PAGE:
The market for flat-screen televisions is very competitive and getting more competitive and less profitable all the time as production increases and prices come down. Things will get even worse for electronics companies in 2012 when several flat-screen television factories in China come online and increase output six time what it was in 2009. On top of that several Chinese companies plan to enter the market, taking advantage of increased supply capabilities. Some analysts say when that occurs there will be a glut of flat-screen televisions and this will result in a realignment of the television industry and exit of some companies

The price of a 42-inch flat-screen television sold in the United States fell from $917 in 2008 to $634 in 2010. When all the Chinese factories come on line analysts predict the price of a 32-inch LCD panel will fall about 40 percent from the $200 range in 2010 to about $120 in 2012.

The sale of flat screens televisions increased 95.3 percent in 2010. Japanese electronics companies were hurt by price cuts and sluggish sales of flat-screen televisions in the U.S. in late 2010. In Japan things were better. Shipments of flat-panel televisions in Japan totaled a record 25.19 million units in 2010, up 84.5 percent from the previous year. Sales were supported by the government’s ?eco-point? incentives. Blue-ray players and recorder-players also sold well.

Only two companies in Japan produce LCD panels: Sharp and Panasonic. Global LCD panel market: 1) Samsung (26 percent); 2) LG (25.9 percent); 3) AU Optronics, Taiwan (16.1 percent); 4) Chimei Innolux, Taiwan (14 percent); 5) Sharp (10.3 percent); 6) Other s (7.6 percent). [Source: U.S. DisplaySearch]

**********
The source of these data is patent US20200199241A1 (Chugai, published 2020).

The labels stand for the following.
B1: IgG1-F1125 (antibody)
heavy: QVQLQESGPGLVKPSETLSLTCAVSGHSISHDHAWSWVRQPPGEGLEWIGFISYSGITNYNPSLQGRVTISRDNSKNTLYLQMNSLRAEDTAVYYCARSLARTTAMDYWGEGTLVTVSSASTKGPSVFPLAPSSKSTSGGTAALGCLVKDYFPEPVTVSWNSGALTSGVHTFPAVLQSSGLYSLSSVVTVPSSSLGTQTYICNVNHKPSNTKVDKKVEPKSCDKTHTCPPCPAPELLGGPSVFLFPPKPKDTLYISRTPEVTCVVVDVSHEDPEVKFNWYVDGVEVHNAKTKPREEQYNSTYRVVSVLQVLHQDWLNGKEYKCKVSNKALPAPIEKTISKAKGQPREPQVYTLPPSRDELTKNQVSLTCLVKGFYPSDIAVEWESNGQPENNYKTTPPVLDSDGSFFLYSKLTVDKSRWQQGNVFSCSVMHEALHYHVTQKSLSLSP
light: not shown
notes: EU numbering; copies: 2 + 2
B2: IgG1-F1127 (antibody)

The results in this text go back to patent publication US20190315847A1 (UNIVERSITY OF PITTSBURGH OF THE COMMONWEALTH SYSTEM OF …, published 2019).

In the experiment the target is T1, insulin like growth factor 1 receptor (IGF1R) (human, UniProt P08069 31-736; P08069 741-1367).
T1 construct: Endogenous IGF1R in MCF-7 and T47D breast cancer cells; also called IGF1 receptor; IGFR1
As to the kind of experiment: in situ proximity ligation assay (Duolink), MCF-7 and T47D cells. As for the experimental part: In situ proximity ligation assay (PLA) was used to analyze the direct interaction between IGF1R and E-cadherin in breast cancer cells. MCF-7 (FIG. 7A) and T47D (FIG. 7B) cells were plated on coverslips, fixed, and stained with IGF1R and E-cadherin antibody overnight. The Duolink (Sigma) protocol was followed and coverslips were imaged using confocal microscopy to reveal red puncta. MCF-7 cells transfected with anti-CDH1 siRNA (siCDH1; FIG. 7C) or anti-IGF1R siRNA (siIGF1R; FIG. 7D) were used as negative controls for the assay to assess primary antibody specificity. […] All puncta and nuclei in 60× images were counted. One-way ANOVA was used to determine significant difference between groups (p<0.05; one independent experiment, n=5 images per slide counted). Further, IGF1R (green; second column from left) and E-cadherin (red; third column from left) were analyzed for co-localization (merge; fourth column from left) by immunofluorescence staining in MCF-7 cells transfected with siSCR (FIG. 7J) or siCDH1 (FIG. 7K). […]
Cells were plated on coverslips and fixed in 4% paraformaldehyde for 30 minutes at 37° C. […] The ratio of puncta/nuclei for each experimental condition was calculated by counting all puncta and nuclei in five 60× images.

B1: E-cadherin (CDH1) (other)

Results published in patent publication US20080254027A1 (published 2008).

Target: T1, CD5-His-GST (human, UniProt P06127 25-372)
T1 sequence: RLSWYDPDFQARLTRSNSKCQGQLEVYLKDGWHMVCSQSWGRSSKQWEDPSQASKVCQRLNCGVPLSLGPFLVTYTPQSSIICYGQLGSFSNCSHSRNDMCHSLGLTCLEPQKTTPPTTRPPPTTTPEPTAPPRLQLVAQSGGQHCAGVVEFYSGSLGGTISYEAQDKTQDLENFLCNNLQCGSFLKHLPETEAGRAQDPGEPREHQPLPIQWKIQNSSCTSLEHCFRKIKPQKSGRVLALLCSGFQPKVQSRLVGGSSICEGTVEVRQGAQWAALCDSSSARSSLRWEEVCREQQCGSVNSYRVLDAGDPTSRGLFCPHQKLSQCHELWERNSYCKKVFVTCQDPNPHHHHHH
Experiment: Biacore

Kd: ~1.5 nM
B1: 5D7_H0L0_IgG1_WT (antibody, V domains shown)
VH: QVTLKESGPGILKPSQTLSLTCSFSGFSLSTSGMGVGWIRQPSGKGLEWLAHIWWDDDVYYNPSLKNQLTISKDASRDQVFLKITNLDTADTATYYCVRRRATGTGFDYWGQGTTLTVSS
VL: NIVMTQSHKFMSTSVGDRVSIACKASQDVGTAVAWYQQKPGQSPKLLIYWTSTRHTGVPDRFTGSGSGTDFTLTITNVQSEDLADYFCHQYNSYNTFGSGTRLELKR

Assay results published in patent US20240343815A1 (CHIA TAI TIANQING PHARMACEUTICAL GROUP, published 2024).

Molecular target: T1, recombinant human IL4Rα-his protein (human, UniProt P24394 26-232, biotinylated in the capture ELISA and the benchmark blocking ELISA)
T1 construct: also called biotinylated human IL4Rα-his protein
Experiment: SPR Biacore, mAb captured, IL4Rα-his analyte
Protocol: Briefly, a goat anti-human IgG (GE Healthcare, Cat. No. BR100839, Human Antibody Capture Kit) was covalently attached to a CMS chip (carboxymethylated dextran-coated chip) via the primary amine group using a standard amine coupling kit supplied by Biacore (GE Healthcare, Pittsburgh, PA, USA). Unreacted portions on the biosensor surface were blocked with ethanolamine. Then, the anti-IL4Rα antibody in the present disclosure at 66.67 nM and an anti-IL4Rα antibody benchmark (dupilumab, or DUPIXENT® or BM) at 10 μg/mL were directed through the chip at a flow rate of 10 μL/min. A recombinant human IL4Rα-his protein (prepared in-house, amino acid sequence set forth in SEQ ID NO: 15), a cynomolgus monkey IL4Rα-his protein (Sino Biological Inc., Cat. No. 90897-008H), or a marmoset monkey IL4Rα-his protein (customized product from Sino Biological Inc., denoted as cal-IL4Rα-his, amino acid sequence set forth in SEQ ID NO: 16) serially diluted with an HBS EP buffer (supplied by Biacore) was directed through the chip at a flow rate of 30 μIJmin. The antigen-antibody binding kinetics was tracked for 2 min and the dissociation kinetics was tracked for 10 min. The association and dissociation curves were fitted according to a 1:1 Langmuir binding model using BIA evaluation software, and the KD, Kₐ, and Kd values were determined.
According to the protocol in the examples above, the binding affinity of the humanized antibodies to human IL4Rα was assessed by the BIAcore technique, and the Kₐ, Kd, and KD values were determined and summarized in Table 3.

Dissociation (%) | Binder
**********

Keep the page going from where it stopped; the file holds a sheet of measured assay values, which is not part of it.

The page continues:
Global flat-screen television sales (market share in October -December 2010): 1) Samsung (21.4 percent); 2) Sony (14.2 percent); 3) LG

Flat screen television sales share in North America in 2009: 1) Samsung (26.9 percent); 2) Sony (14.3 percent); 3) Vizio (10.7 percent); 4) Panasonic (8.5 percent); 5) LG (8.3 percent); 6) Sharp (5.5 percent)

In February 2011, Toshiba and Mitsubishi said the would stop making television and blue-ray disc recorders that automatically skip commercials bowing to pressure from the National Association of Commercial Broadcasters in Japan.

Televisions Selling Well in the late 2000s, But Profits are Low

In May 2011 Etsuo Kono wrote in the Yomiuri Shimbun, ?Major manufacturers of home appliances have seen remarkable increases in the number of flat-screen TVs they sell, but ever-intensifying competition with South Korean rivals has pushed prices down, making it difficult--sometimes impossible--to see a profit.In their settlement of accounts for the fiscal year ended in March, home electronics giants Sony Corp. and Panasonic Corp. were unable to achieve their goal of going into the black in their TV divisions. [Source: Etsuo Kono, Yomiuri Shimbun, May 28, 2011]